www.WHEC.com

Winners and Losers in the Second Presidential Debate

Posted at: 10/17/2012 6:27 AM
By: Dr. Timothy Kneeland -- Political Blogger

The clear winner in last night’s Presidential Debate was President Barack Obama.  President Obama was expected to -- and did do much better -- in this debate.  Obama won both because of his own performance,  which was for the first 15 minutes or so overly aggressive but later became more serious while remaining assertive, and due to the poor performance by Mitt Romney.

Mitt Romney was also assertive, even belligerent, in this face-to-face contest held in a Town Hall format.  Yet, Romney failed on more than one occasion to keep his ideas sharp and to the point.  His responses sometimes lacked clarity, especially his closing comments which were disjointed.  In addition, unlike President Obama who used every advantage given to attack the Republican challenger, Romney failed in his few attempts to press the President on problems in the administration such as the attack on the U.S. Embassy in Libya and the problems in the so-called Fast and Furious program under the Department of Justice.   Furthermore, he whined a little about not getting enough time – not presidential. Some would say Romney’s performance was a draw, but I would rate him with a “D”.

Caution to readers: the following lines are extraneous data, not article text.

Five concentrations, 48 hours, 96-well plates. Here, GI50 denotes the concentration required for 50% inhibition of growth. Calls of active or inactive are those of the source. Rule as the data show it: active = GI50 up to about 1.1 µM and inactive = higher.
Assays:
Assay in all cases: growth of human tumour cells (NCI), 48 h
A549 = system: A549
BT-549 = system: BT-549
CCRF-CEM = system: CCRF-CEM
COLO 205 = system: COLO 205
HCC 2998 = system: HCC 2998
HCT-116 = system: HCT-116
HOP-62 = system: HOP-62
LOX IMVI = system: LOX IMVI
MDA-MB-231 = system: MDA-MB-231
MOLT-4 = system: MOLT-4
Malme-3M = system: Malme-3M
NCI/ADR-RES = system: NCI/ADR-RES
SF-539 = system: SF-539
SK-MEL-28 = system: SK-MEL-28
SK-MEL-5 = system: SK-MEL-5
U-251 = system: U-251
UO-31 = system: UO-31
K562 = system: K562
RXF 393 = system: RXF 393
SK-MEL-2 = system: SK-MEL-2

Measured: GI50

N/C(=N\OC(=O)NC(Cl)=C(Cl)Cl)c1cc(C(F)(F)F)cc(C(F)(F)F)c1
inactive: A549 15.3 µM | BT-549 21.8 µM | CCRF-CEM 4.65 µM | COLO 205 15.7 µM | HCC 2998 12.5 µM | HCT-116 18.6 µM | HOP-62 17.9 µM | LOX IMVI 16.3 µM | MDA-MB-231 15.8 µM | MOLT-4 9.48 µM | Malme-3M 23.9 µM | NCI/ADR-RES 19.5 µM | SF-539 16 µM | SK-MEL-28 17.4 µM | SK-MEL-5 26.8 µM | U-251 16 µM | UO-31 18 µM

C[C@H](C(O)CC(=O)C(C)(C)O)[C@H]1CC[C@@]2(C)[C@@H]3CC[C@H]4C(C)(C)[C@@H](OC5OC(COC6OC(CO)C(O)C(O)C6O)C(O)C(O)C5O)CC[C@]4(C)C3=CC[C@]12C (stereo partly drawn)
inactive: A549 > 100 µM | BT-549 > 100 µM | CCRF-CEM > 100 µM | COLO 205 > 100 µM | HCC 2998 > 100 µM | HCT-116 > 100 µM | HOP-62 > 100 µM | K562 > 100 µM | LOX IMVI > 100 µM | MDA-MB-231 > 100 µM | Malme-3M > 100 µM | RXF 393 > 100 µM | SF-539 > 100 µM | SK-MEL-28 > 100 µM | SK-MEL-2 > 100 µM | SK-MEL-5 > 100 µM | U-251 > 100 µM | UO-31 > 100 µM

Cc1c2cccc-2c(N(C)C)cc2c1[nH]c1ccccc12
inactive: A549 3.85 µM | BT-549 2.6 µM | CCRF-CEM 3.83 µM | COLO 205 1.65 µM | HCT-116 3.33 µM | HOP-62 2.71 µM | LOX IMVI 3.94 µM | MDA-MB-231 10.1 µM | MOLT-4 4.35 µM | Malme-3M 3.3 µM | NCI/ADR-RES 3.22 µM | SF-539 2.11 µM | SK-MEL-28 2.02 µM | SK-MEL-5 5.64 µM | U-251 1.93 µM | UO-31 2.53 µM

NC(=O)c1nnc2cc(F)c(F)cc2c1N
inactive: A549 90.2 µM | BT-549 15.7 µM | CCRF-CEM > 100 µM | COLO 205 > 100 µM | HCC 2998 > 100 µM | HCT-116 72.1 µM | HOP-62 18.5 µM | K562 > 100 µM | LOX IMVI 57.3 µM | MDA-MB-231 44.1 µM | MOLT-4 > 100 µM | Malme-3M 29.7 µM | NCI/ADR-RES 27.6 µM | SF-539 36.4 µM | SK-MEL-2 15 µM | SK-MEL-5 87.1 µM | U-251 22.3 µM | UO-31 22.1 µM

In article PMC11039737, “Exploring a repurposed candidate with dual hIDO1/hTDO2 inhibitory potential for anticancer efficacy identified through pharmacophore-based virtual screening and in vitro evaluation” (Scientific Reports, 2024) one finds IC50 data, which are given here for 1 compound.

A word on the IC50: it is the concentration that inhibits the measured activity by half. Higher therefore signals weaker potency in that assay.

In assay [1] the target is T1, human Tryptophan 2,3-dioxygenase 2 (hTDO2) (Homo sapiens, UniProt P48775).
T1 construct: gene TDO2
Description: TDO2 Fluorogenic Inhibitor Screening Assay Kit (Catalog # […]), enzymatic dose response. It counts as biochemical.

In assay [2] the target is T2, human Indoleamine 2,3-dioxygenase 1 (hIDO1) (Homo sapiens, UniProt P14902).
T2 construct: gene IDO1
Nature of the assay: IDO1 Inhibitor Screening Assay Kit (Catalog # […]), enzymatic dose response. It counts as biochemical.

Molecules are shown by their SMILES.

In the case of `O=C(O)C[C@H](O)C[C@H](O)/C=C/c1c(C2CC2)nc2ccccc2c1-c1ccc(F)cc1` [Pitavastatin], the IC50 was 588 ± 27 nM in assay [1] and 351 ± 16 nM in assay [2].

To be fair to Romney the questions asked were advantageous to the incumbent. The audience while undecided was clearly not neutral and at one point burst out in applause for a comment by the President.   This might have rattled Romney some but the key moment against Romney came when Candy Crowley, the moderator, abandoned her neutral stance to correct Mitt Romney on his assertion that the President did not call the Libyan attack terrorism for days after the event.  She cited a Rose Garden comment by the President in which he called the attack terrorism.  After this encounter Romney was visibly shaken and it took him nearly 15 minutes to recover.  The audience would not know that Romney was in fact correct that the President did not call the attack terrorism but an “act of terror” a distinction with a difference.  

There were two clear losers:  The undecided voters who saw more partisan bickering and less substance than in the first debate; and the Clock --- ignored throughout the debate and invoked only when convenient and this was detrimental to those who wanted to ask the candidates questions.

In my next blog I will return to the subject of local elections.